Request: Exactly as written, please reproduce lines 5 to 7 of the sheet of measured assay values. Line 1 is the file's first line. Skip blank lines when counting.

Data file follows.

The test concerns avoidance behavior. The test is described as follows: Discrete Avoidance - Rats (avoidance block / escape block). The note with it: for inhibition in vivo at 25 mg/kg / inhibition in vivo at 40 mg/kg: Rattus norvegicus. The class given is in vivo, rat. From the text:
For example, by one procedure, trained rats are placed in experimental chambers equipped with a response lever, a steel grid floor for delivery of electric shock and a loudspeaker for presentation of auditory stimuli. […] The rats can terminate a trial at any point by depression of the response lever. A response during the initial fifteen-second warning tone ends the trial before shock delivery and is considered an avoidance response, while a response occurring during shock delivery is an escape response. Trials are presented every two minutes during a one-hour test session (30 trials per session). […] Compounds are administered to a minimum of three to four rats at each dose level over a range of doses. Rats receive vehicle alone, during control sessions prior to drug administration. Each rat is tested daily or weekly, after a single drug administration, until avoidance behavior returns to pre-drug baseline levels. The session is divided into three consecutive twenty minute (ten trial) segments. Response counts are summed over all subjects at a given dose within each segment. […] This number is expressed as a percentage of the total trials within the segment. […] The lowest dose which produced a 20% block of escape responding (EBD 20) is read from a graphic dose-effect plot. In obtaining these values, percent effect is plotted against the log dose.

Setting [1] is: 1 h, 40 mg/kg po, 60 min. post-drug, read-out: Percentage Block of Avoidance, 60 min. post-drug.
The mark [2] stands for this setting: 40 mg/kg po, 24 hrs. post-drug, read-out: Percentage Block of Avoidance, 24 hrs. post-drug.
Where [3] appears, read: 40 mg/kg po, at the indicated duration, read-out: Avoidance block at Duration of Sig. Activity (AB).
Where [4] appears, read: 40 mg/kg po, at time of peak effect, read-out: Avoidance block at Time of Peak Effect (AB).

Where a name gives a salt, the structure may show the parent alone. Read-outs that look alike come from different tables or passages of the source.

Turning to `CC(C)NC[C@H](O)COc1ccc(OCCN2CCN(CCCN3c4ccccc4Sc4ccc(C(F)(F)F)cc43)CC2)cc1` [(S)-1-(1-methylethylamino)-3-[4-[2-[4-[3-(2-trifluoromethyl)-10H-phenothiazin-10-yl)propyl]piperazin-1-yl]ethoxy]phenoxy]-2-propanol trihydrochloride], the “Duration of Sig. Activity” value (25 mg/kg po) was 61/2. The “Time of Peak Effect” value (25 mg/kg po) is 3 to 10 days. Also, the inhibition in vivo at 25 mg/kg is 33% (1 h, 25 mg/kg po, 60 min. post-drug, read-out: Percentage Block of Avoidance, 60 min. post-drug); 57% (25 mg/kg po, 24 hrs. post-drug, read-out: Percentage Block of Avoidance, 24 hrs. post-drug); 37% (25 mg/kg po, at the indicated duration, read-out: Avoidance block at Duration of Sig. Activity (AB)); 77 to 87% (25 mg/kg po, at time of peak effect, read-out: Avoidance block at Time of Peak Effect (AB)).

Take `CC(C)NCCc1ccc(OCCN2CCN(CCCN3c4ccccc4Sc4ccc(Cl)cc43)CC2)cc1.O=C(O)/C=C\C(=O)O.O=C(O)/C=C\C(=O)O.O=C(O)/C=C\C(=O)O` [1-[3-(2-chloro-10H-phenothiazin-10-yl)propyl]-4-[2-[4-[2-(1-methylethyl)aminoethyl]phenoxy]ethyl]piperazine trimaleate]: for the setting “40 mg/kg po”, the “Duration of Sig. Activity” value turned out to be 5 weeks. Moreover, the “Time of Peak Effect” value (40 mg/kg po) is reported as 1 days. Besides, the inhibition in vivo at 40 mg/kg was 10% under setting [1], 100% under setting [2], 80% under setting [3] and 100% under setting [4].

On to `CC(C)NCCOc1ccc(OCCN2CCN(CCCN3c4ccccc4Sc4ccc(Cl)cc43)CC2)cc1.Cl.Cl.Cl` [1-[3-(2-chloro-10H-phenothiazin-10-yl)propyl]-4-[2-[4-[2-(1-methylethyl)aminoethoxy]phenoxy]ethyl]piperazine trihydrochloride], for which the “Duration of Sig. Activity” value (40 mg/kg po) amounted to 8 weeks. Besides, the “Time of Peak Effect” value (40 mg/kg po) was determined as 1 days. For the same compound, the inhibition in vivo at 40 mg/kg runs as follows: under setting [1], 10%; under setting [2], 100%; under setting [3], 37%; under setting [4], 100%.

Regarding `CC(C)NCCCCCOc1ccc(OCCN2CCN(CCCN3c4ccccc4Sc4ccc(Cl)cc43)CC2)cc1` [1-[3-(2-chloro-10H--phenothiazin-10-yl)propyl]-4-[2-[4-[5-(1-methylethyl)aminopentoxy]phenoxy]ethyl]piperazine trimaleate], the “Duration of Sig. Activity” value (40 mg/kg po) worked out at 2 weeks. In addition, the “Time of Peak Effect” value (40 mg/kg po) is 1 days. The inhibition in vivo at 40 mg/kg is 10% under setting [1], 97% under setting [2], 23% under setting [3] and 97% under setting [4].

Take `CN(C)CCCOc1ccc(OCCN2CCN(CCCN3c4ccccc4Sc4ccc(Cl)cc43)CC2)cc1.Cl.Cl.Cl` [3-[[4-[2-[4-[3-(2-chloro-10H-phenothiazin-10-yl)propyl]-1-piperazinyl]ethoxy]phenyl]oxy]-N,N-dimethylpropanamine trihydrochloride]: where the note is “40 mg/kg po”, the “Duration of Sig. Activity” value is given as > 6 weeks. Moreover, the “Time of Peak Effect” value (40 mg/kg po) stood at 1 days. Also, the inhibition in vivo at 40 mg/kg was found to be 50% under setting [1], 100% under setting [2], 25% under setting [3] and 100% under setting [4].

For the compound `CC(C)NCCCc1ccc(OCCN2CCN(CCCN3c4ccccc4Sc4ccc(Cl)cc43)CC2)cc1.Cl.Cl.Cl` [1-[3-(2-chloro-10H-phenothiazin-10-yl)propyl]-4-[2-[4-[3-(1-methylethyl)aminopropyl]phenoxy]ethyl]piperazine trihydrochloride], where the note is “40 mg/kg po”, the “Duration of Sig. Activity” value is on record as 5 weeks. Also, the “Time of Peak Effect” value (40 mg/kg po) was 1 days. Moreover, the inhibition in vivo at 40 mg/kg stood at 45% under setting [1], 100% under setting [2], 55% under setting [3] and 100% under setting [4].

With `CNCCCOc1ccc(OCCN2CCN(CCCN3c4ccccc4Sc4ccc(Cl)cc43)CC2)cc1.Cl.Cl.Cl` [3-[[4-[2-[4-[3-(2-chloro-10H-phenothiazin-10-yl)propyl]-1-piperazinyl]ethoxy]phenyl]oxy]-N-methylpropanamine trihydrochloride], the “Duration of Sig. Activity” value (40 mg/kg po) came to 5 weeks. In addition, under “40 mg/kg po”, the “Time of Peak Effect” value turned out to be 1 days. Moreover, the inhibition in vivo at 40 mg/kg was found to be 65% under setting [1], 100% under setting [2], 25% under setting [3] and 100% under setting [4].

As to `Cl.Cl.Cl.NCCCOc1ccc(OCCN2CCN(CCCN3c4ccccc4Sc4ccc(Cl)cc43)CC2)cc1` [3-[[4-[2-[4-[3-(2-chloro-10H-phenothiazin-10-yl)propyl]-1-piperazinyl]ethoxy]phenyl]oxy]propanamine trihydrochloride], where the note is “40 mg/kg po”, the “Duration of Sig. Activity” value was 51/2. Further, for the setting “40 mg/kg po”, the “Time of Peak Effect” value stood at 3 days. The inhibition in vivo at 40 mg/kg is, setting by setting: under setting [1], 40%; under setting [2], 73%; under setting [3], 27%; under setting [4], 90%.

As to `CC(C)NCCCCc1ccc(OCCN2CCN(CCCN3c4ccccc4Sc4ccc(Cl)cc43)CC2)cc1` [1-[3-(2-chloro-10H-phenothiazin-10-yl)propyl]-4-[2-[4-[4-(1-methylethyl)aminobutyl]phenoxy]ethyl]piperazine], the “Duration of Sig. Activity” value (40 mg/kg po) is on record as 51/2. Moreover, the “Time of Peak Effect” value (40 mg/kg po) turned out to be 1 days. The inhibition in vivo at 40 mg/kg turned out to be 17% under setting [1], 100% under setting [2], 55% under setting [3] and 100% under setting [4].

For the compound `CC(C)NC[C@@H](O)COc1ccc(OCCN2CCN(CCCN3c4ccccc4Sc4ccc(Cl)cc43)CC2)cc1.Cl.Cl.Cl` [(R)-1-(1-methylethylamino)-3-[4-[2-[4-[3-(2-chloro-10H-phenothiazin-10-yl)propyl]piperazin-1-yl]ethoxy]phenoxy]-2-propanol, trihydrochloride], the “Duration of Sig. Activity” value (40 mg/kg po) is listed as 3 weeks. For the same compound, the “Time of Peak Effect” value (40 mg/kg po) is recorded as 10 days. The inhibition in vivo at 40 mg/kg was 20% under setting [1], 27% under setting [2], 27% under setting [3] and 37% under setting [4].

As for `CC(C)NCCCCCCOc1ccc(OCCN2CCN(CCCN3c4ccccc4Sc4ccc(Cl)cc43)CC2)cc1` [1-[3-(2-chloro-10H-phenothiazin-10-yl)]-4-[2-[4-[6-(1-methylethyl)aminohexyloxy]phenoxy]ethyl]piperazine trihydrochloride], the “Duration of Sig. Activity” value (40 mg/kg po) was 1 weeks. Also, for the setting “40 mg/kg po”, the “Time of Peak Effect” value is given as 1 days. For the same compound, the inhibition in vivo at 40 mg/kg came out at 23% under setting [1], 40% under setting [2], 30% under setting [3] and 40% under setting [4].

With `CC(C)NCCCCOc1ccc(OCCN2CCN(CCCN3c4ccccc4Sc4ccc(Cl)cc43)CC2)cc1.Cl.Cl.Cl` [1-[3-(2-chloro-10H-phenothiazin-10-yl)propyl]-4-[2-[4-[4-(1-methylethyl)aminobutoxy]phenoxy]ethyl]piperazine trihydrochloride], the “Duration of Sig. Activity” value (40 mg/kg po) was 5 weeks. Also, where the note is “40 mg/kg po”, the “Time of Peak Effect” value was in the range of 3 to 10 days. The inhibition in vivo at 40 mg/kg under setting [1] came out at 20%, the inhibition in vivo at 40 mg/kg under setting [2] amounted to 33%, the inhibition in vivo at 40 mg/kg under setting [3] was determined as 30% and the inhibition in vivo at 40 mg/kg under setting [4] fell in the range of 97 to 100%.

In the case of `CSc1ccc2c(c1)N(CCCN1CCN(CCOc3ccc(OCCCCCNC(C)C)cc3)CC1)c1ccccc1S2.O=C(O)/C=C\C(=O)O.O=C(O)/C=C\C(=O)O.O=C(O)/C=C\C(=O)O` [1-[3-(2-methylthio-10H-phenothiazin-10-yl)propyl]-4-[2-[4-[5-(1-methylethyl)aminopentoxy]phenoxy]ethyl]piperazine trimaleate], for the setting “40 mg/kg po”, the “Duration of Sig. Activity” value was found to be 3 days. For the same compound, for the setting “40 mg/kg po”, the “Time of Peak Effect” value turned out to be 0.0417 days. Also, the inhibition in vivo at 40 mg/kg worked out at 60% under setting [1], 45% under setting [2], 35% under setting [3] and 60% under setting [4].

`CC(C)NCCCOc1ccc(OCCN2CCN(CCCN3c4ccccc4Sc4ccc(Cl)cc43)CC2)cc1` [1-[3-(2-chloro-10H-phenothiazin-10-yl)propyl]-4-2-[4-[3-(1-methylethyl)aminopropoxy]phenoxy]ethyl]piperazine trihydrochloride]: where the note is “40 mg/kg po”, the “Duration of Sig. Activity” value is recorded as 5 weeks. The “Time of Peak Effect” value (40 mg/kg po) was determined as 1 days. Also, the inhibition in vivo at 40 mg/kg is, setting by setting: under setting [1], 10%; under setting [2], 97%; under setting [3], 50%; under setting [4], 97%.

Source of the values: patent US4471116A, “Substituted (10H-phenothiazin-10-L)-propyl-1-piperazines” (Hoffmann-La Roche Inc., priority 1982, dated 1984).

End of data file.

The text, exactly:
Where [3] appears, read: 40 mg/kg po, at the indicated duration, read-out: Avoidance block at Duration of Sig. Activity (AB).
Where [4] appears, read: 40 mg/kg po, at time of peak effect, read-out: Avoidance block at Time of Peak Effect (AB).

Where a name gives a salt, the structure may show the parent alone. Read-outs that look alike come from different tables or passages of the source.